Wednesday, July 8, 2009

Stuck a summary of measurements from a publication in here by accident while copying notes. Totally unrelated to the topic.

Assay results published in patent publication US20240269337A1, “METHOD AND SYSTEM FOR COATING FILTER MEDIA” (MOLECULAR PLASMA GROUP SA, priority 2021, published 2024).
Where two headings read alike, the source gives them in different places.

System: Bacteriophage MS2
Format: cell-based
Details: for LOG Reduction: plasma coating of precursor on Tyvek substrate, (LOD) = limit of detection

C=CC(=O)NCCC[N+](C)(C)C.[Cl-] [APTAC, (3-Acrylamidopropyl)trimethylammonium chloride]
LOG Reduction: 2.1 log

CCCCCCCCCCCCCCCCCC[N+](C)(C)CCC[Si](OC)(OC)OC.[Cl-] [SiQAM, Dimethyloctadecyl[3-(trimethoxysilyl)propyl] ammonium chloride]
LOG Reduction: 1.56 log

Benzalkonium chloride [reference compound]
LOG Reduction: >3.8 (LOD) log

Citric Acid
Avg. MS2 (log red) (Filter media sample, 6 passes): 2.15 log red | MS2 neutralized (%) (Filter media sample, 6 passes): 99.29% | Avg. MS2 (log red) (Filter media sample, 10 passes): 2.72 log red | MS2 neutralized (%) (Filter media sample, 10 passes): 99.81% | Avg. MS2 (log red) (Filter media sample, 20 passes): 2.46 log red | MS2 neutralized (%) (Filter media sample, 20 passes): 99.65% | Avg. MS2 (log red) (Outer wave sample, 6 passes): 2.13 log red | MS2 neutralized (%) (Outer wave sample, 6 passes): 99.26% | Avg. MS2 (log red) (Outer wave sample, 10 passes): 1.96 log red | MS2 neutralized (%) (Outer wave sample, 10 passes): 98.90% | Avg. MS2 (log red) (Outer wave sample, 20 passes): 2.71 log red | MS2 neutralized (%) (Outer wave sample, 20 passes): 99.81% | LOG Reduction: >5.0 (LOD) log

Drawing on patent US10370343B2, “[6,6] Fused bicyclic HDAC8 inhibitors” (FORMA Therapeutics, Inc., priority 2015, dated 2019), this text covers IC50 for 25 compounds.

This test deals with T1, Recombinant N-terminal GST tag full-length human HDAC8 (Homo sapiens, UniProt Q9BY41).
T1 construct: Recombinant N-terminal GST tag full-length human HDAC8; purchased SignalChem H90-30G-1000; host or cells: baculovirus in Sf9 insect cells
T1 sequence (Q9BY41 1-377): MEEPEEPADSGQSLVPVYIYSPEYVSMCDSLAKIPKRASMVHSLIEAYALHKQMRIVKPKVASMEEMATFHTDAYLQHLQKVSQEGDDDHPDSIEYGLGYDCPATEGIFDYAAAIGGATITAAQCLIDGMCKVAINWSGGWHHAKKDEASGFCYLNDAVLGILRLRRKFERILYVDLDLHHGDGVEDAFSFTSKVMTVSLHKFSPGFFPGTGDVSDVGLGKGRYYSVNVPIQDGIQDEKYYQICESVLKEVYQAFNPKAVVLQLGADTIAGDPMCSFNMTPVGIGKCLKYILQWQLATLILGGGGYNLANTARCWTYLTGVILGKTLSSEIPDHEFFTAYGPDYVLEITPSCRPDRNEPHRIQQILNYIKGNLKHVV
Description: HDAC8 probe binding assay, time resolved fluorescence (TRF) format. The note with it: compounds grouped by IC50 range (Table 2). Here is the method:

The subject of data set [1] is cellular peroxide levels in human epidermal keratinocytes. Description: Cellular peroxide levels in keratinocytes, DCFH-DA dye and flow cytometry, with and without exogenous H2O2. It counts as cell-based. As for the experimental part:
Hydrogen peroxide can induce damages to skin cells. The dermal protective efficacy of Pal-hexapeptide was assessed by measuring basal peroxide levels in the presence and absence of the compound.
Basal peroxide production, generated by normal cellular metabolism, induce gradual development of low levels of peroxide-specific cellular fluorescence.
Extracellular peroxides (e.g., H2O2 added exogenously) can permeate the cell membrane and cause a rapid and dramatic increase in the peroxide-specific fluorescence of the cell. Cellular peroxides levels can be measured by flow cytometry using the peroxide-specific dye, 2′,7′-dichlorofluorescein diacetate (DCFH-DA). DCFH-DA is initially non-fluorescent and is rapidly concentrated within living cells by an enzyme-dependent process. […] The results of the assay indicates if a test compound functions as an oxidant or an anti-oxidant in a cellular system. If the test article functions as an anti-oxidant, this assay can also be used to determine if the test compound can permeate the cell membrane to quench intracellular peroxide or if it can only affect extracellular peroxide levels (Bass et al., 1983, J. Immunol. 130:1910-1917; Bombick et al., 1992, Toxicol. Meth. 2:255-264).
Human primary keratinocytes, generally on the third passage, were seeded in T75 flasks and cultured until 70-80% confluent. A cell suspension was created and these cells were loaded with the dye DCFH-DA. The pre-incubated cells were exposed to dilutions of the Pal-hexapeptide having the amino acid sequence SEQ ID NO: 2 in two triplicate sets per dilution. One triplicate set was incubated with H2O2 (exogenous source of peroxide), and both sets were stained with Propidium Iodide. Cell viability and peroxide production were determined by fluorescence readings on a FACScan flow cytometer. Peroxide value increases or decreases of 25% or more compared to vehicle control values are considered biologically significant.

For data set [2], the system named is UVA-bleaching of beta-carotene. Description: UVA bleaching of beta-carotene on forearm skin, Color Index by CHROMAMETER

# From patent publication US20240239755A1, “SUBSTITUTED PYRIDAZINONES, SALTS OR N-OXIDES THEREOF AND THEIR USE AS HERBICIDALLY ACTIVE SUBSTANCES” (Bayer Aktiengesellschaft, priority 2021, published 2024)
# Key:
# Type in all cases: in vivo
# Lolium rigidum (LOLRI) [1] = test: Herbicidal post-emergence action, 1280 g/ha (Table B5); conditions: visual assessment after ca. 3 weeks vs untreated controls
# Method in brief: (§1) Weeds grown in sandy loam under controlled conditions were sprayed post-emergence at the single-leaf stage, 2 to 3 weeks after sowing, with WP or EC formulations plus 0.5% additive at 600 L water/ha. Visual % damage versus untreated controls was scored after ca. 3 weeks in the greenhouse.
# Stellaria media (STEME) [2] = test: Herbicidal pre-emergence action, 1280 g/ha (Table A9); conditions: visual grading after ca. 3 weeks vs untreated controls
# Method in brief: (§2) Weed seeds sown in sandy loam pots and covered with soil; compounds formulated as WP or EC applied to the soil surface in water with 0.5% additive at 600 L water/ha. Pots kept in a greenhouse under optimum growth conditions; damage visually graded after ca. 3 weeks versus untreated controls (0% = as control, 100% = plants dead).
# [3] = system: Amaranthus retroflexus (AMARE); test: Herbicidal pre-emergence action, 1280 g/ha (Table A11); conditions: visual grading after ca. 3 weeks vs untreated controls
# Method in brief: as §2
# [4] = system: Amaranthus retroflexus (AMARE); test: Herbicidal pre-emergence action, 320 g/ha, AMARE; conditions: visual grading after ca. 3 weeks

Well, I made it to Nashville after 7 hours of driving through some beautiful scenery on Interstate 40. Music City is a country music mecca, and the town clearly has a musical flavor. Given the city's important role in the Civil Rights Movement, however, its surprising that the "powers that be" haven't put more emphasis in promoting its CRM legacy. I sat down for dinner tonight at the TGI Friday's across the street from Vanderbilt University...not exactly a local hotspot, but its proximity to the hotel (1 block) made it an irresistible choice. It was a pretty normal dinner, but I noticed a significant amount of diversity in the restaurant, and immediately thought about what Nashville was like 50 years ago in 1959. Nashville was considered the most progressive city in the South back then and was often referred to as the "Athens of the South" because of its intellectual and artistic power. It also helped that the city leaders built an EXACT replica of the Greek Parthenon (which I'll visit tomorrow). At the same time, however, Nashville was deeply segregated. There was segregation in all bus stations, hotel, restaurants, and businesses. Tomorrow I'll visit the downtown area where college students at Nashville's Fisk University and Baptist Theological Seminary put their lives on the line to make my TGI Friday's experience even possible.